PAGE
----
“I haven’t done anything l”
“I’m alone, dammit ! ”
“You swear it?”
The front door opened slowly. Faber peered out, looking very old in the light and very fragile and very much afraid. The old man looked as if he had not been out of the house in years. He and the white plaster walls inside were much the same. There was white in the flesh of his mouth and his cheeks and his hair was white and his eyes had faded, with white in the vague blueness there. Then his eyes touched on the book under Montag’s arm and he did not look so old any more and not quite as fragile. Slowly his fear went.
“I’m sorry. One has to be careful.”
He looked at the book under Montag’s arm and could not stop. “So it’s true.”
Montag stepped inside. The door shut.
“Sit down.” Faber backed up, as if he feared the book might vanish if he took his eyes from it. Behind him, the door to a bedroom stood open, and in that room a litter of machinery and steel tools was strewn upon a desk-top. Montag had only a glimpse, before Faber, seeing Montag’s attention diverted, turned quickly and shut the bedroom door and stood holding the knob with a trembling hand. His gaze returned unsteadily to Montag, who was now seated with the book in his lap. “The book-where did you-?”
“I stole it.”
Faber, for the first time, raised his eyes and looked directly into Montag’s face.
“No,” said Montag. “My wife’s dying. A friend of mine’s already dead. Someone who may have been a friend was burnt less than twenty-four hours ago. You’re the only one I knew might help me. To see. To see. .”
Faber’s hands itched on his knees. “May I?”
“Sorry.” Montag gave him the book.
“It’s been a long time. I’m not a religious man. But it’s been a long time.” Faber turned the pages, stopping here and there to read. “It’s as good as I remember. Lord, how they’ve changed it- in our `parlours’ these days. Christ is one of thèfamily’ now. I often wonder it God recognizes His own son the way we’ve dressed him up, or is it dressed him down? He’s a regular peppermint stick now, all sugar-crystal and saccharine when he isn’t making veiled references to certain commercial products that every worshipper absolutely needs.” Faber sniffed the book. “Do you know that books smell like nutmeg or some spice from a foreign land? I loved to smell them when I was a boy. Lord, there were a lot of lovely books once, before we let them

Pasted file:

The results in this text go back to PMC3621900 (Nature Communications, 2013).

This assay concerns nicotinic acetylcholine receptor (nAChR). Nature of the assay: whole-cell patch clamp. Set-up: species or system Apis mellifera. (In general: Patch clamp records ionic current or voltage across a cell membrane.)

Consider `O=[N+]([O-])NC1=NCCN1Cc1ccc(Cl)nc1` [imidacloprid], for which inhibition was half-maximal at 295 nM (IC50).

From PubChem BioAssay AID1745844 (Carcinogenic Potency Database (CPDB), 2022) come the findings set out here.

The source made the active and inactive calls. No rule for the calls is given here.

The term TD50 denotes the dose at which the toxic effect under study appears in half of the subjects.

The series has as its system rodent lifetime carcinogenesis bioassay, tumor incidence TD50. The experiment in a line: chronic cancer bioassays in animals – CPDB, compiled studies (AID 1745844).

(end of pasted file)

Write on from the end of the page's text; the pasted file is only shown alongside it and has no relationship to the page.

go.” Faber turned the pages. “Mr. Montag, you are looking at a coward. I saw the way things were going, a long time back. I said nothing. I’m one of the innocents who could have spoken up and out when no one would listen to thèguilty,’ but I did not speak and thus became guilty myself. And when finally they set the structure to burn the books, using the, firemen, I grunted a few times and subsided, for there were no others grunting or yelling with me, by then. Now, it’s too late.” Faber closed the Bible.
“Well–suppose you tell me why you came here?”
“Nobody listens any more. I can’t talk to the walls because they’re yelling at me. I can’t talk to my wife; she listens to the walls. I just want someone to hear what I have to say. And maybe if I talk long enough, it’ll make sense. And I want you to teach me to understand what I read.”
Faber examined Montag’s thin, blue-jowled face. “How did you get shaken up? What knocked the torch out of your hands?”
“I don’t know. We have everything we need to be happy, but we aren’t happy.
Something’s missing. I looked around. The only thing I positively knew was gone was the books I’d burned in ten or twelve years. So I thought books might help.”
“You’re a hopeless romantic,” said Faber. “It would be funny if it were not serious. It’s not books you need, it’s some of the things that once were in books. The same things could be in thèparlour families’ today. The same infinite detail and awareness could be projected through the radios and televisors, but are not. No, no, it’s not books at all you’re looking for! Take it where you can find it, in old phonograph records, old motion pictures, and in old friends; look for it in nature and look for it in yourself.